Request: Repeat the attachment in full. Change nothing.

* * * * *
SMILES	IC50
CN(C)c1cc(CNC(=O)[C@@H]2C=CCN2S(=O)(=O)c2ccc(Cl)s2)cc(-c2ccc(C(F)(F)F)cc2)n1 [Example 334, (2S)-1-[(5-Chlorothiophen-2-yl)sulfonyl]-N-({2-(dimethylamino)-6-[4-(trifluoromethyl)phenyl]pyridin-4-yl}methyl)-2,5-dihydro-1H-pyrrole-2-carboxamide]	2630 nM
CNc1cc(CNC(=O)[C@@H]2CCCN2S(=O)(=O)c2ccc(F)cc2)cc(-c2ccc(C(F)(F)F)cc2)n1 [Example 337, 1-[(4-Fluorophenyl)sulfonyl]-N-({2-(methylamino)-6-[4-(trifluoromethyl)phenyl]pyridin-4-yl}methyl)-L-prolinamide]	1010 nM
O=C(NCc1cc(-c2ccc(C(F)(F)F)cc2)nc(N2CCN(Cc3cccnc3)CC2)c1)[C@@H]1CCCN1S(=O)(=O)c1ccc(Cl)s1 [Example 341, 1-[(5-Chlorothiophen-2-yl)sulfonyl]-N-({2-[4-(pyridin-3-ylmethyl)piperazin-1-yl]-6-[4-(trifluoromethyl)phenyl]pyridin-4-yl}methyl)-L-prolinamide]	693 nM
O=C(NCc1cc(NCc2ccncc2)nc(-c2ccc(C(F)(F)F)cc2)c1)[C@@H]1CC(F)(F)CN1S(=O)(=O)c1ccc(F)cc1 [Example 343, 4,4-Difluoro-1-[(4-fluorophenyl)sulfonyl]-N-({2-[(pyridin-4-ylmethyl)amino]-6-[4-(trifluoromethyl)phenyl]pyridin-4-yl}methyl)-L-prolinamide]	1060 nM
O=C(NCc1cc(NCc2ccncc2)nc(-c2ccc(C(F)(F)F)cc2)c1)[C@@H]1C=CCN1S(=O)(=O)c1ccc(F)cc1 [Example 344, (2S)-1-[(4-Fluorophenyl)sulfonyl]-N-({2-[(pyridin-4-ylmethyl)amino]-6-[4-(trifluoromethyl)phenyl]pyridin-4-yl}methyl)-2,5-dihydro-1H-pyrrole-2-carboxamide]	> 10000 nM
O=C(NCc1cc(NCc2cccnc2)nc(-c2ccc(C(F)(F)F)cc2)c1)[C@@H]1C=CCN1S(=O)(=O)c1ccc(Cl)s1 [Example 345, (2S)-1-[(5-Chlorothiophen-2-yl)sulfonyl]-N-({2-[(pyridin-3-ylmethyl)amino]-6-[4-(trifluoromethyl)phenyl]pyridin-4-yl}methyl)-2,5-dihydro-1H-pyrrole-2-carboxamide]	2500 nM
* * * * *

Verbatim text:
SMILES	IC50
CN(C)c1cc(CNC(=O)[C@@H]2C=CCN2S(=O)(=O)c2ccc(Cl)s2)cc(-c2ccc(C(F)(F)F)cc2)n1 [Example 334, (2S)-1-[(5-Chlorothiophen-2-yl)sulfonyl]-N-({2-(dimethylamino)-6-[4-(trifluoromethyl)phenyl]pyridin-4-yl}methyl)-2,5-dihydro-1H-pyrrole-2-carboxamide]	2630 nM
CNc1cc(CNC(=O)[C@@H]2CCCN2S(=O)(=O)c2ccc(F)cc2)cc(-c2ccc(C(F)(F)F)cc2)n1 [Example 337, 1-[(4-Fluorophenyl)sulfonyl]-N-({2-(methylamino)-6-[4-(trifluoromethyl)phenyl]pyridin-4-yl}methyl)-L-prolinamide]	1010 nM
O=C(NCc1cc(-c2ccc(C(F)(F)F)cc2)nc(N2CCN(Cc3cccnc3)CC2)c1)[C@@H]1CCCN1S(=O)(=O)c1ccc(Cl)s1 [Example 341, 1-[(5-Chlorothiophen-2-yl)sulfonyl]-N-({2-[4-(pyridin-3-ylmethyl)piperazin-1-yl]-6-[4-(trifluoromethyl)phenyl]pyridin-4-yl}methyl)-L-prolinamide]	693 nM
O=C(NCc1cc(NCc2ccncc2)nc(-c2ccc(C(F)(F)F)cc2)c1)[C@@H]1CC(F)(F)CN1S(=O)(=O)c1ccc(F)cc1 [Example 343, 4,4-Difluoro-1-[(4-fluorophenyl)sulfonyl]-N-({2-[(pyridin-4-ylmethyl)amino]-6-[4-(trifluoromethyl)phenyl]pyridin-4-yl}methyl)-L-prolinamide]	1060 nM
O=C(NCc1cc(NCc2ccncc2)nc(-c2ccc(C(F)(F)F)cc2)c1)[C@@H]1C=CCN1S(=O)(=O)c1ccc(F)cc1 [Example 344, (2S)-1-[(4-Fluorophenyl)sulfonyl]-N-({2-[(pyridin-4-ylmethyl)amino]-6-[4-(trifluoromethyl)phenyl]pyridin-4-yl}methyl)-2,5-dihydro-1H-pyrrole-2-carboxamide]	> 10000 nM
O=C(NCc1cc(NCc2cccnc2)nc(-c2ccc(C(F)(F)F)cc2)c1)[C@@H]1C=CCN1S(=O)(=O)c1ccc(Cl)s1 [Example 345, (2S)-1-[(5-Chlorothiophen-2-yl)sulfonyl]-N-({2-[(pyridin-3-ylmethyl)amino]-6-[4-(trifluoromethyl)phenyl]pyridin-4-yl}methyl)-2,5-dihydro-1H-pyrrole-2-carboxamide]	2500 nM